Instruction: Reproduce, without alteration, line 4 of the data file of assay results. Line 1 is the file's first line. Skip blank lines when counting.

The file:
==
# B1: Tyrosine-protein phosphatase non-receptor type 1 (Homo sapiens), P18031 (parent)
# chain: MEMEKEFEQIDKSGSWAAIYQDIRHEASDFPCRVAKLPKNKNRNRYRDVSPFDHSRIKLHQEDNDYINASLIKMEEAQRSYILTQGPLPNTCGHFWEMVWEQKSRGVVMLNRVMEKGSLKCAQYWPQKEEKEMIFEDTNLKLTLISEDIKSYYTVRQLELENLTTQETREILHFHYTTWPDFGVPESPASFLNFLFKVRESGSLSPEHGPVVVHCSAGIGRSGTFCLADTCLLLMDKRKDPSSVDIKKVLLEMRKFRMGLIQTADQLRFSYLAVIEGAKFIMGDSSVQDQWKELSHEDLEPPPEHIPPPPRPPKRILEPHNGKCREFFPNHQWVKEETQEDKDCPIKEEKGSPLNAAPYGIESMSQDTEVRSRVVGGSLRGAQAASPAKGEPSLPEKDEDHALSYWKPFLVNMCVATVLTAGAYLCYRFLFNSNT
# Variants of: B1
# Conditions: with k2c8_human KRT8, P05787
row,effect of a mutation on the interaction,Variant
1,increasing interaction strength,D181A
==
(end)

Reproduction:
# Conditions: with k2c8_human KRT8, P05787